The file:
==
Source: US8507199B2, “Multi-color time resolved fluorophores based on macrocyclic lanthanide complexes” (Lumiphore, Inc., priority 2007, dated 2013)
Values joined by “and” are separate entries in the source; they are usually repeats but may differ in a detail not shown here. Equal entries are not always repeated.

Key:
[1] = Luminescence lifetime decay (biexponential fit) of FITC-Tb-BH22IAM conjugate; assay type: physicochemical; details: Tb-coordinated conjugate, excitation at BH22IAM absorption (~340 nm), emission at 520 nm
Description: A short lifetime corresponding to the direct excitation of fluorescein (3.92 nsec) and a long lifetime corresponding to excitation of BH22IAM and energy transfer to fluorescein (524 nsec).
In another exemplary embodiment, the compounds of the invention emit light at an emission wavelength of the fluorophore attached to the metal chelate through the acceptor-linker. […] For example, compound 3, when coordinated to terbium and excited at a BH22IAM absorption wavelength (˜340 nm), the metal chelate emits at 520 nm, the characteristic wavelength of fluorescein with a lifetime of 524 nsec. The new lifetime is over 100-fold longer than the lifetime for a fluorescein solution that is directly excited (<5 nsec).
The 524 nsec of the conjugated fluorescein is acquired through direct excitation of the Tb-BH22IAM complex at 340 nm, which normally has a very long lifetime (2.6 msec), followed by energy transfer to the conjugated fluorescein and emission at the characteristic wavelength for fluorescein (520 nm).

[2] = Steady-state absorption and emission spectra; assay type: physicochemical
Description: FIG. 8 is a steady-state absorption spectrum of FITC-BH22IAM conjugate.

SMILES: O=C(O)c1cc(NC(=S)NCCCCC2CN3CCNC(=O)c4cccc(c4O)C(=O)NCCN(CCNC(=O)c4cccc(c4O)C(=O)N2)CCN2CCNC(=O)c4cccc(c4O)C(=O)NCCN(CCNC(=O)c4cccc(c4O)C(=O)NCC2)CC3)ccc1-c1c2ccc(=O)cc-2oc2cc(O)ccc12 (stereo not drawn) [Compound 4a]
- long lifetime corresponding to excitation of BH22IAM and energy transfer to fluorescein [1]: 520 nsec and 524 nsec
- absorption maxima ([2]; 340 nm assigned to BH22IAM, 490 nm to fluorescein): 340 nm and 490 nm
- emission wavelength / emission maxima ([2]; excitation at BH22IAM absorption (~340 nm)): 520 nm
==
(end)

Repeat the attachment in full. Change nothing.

Source: US8507199B2, “Multi-color time resolved fluorophores based on macrocyclic lanthanide complexes” (Lumiphore, Inc., priority 2007, dated 2013)
Values joined by “and” are separate entries in the source; they are usually repeats but may differ in a detail not shown here. Equal entries are not always repeated.

Key:
[1] = Luminescence lifetime decay (biexponential fit) of FITC-Tb-BH22IAM conjugate; assay type: physicochemical; details: Tb-coordinated conjugate, excitation at BH22IAM absorption (~340 nm), emission at 520 nm
Description: A short lifetime corresponding to the direct excitation of fluorescein (3.92 nsec) and a long lifetime corresponding to excitation of BH22IAM and energy transfer to fluorescein (524 nsec).
In another exemplary embodiment, the compounds of the invention emit light at an emission wavelength of the fluorophore attached to the metal chelate through the acceptor-linker. […] For example, compound 3, when coordinated to terbium and excited at a BH22IAM absorption wavelength (˜340 nm), the metal chelate emits at 520 nm, the characteristic wavelength of fluorescein with a lifetime of 524 nsec. The new lifetime is over 100-fold longer than the lifetime for a fluorescein solution that is directly excited (<5 nsec).
The 524 nsec of the conjugated fluorescein is acquired through direct excitation of the Tb-BH22IAM complex at 340 nm, which normally has a very long lifetime (2.6 msec), followed by energy transfer to the conjugated fluorescein and emission at the characteristic wavelength for fluorescein (520 nm).

[2] = Steady-state absorption and emission spectra; assay type: physicochemical
Description: FIG. 8 is a steady-state absorption spectrum of FITC-BH22IAM conjugate.

SMILES: O=C(O)c1cc(NC(=S)NCCCCC2CN3CCNC(=O)c4cccc(c4O)C(=O)NCCN(CCNC(=O)c4cccc(c4O)C(=O)N2)CCN2CCNC(=O)c4cccc(c4O)C(=O)NCCN(CCNC(=O)c4cccc(c4O)C(=O)NCC2)CC3)ccc1-c1c2ccc(=O)cc-2oc2cc(O)ccc12 (stereo not drawn) [Compound 4a]
- long lifetime corresponding to excitation of BH22IAM and energy transfer to fluorescein [1]: 520 nsec and 524 nsec
- absorption maxima ([2]; 340 nm assigned to BH22IAM, 490 nm to fluorescein): 340 nm and 490 nm
- emission wavelength / emission maxima ([2]; excitation at BH22IAM absorption (~340 nm)): 520 nm